Chernow's book aims to set the Hamiltonian record straight, as does Lin-Manuel Miranda's cultural juggernaut of a musical. There's no question that Hamilton was driven and ambitious, partly (Chernow argues) because of his difficult upbringing. He was also intensely hardworking, honest, and consistent in his views––fighting fervently for the adoption of the Constitution (he organized the Federalist papers –– a massive series of 85 essays in defense of the as-yet-to-be-ratified document, writing two thirds of them himself) and, relatedly, for institutions like the Treasury that would cement the power of the new Federal government. He believed that this power was essential to keeping the newly formed nation from fragmenting along fault lines such as slavery (which, of course, later happened). Hamilton could be Machiavellian, too, in service of his political aims, but hey, that was politics circa 1790. Still is.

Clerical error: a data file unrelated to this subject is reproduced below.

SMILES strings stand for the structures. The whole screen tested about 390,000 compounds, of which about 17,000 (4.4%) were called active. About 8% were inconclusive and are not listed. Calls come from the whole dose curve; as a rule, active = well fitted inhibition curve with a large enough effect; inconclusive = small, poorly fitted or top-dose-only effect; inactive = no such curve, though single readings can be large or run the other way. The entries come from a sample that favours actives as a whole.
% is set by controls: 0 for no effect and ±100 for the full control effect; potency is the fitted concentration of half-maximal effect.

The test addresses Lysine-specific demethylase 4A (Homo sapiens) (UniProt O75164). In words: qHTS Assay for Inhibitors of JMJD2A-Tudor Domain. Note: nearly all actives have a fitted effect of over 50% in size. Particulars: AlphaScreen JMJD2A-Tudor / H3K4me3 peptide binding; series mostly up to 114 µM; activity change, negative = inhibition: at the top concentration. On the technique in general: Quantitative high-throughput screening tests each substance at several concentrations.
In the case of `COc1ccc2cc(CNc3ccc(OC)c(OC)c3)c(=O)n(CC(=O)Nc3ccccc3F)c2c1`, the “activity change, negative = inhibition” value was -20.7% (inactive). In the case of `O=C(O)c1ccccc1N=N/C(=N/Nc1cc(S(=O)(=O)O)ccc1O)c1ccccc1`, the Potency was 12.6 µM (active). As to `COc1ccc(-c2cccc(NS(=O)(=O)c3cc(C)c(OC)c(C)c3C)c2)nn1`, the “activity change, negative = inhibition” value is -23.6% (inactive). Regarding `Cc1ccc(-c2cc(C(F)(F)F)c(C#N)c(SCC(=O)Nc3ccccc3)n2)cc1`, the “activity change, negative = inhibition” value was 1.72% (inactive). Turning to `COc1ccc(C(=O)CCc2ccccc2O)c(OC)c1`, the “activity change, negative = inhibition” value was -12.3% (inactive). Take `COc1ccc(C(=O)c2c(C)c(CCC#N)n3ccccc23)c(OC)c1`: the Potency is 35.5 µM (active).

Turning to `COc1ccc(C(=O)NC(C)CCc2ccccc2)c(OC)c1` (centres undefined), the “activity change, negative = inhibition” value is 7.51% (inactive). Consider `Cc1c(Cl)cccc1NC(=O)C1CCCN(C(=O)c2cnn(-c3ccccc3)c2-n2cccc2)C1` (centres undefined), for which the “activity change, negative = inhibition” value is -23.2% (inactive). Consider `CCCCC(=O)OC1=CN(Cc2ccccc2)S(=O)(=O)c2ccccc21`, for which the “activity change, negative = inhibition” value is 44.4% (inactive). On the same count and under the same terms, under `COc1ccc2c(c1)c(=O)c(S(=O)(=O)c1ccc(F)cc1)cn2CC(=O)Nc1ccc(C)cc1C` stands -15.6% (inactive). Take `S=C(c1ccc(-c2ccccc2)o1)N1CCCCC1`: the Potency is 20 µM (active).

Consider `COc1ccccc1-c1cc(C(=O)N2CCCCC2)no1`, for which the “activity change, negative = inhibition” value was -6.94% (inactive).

Surveying the presidential race of 2016, the big themes are still with us: Populism, nativism, the power of the state vs. the rights and freedoms of individual Americans. Trump is a populist, fanning the flames of racial and economic resentment among a fanbase that sees itself as fast losing traction in the culture and job wars. He's also an autocrat who promises to use powers the Federal government doesn't have to make all kinds of sweeping changes––the Wall, abolishing the Common Core, and so on. Bernie was a populist, too, an open enemy of the capitalist institutions Hamilton supported and a champion of the disenfranchised. Cruz wanted to abolish the IRS and other bastions of the Federal power for which Hamilton laid the foundations.